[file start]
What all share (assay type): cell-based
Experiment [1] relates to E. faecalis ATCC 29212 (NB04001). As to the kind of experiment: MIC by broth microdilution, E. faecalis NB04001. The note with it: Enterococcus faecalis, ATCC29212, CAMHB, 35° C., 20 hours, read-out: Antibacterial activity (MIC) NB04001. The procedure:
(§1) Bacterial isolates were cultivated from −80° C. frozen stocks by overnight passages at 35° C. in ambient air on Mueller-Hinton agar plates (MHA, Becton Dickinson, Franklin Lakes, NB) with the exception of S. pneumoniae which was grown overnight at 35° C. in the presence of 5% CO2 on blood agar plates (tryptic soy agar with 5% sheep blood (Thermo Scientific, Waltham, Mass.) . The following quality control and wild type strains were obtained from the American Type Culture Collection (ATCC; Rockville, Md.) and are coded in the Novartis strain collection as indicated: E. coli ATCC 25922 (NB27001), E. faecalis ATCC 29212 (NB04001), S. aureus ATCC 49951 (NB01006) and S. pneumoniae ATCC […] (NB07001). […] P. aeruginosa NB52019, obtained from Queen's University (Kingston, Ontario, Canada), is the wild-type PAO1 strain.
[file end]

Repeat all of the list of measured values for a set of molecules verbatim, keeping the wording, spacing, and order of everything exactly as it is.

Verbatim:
What all share (assay type): cell-based
Experiment [1] relates to E. faecalis ATCC 29212 (NB04001). As to the kind of experiment: MIC by broth microdilution, E. faecalis NB04001. The note with it: Enterococcus faecalis, ATCC29212, CAMHB, 35° C., 20 hours, read-out: Antibacterial activity (MIC) NB04001. The procedure:
(§1) Bacterial isolates were cultivated from −80° C. frozen stocks by overnight passages at 35° C. in ambient air on Mueller-Hinton agar plates (MHA, Becton Dickinson, Franklin Lakes, NB) with the exception of S. pneumoniae which was grown overnight at 35° C. in the presence of 5% CO2 on blood agar plates (tryptic soy agar with 5% sheep blood (Thermo Scientific, Waltham, Mass.) . The following quality control and wild type strains were obtained from the American Type Culture Collection (ATCC; Rockville, Md.) and are coded in the Novartis strain collection as indicated: E. coli ATCC 25922 (NB27001), E. faecalis ATCC 29212 (NB04001), S. aureus ATCC 49951 (NB01006) and S. pneumoniae ATCC […] (NB07001). […] P. aeruginosa NB52019, obtained from Queen's University (Kingston, Ontario, Canada), is the wild-type PAO1 strain.